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    Study: Paper Money Contains Traces of BPA

    Researchers Say the Chemical Gets Into Money From Contact With Cash Register Receipts

    How BPA Gets on Money continued...

    Cashiers may absorb higher levels of BPA than other people because of their constant contact with both cash and receipts. "Further studies are needed to assess exposure among cashiers and others who come into frequent contact with paper currencies," Kannan says.  

    Cashiers should consider protective gloves while handling receipts and currency, he says. Now Kannan and colleagues are analyzing levels of BPA in other household paper products such as newspaper and toilet paper.

    Andy Igrejas, national campaign director of Safer Chemicals, Healthy Families in Washington, D.C., says the new findings confirm and broaden previous research about levels of BPA found in the money supply.

    "There is only so far that we can go in protecting ourselves from these chemicals because exposures are so ubiquitous and involve things that are hard to avoid, like money," he says.  "The answer has to come from looking at the big picture of aggregate BPA exposure."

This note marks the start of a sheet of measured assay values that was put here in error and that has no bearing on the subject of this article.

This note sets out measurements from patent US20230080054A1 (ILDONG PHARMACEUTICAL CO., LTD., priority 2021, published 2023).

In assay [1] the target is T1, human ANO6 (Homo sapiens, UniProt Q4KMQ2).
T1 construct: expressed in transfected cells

Robin M. Whyatt, DrPH, a professor of clinical environmental health sciences and the deputy director of the Columbia Center for Children's Environmental Health in New York City, says any health risks associated with BPA in money may be highest for cashier and bank tellers.

    "Cashiers and bank tellers who handle money on an eight-hour a day basis may have a reasonable amount of absorption," she says.

    There are a lot of unanswered questions about BPA exposure and the risks associated with such exposure, she says. "There is a lot of controversy about the potential health effects of the health risks of BPA and studies are under way."

    Perspective of Chemical Industry

    Steven G. Hentges, PhD, of the Polycarbonate/BPA Global Group of the American Chemistry Council, a trade group in Arlington, Va., says paper currency is expected to carry traces of many substances and microorganisms.

    "Finding trace levels of BPA in currency is neither surprising nor a concern," he tells WebMD via email.  "Human exposure to BPA from contact with paper currency is minor and orders of magnitude below science-based safe intake levels set by regulatory authorities worldwide."

    "Furthermore, available data suggests that BPA is not readily absorbed through the skin," he says.

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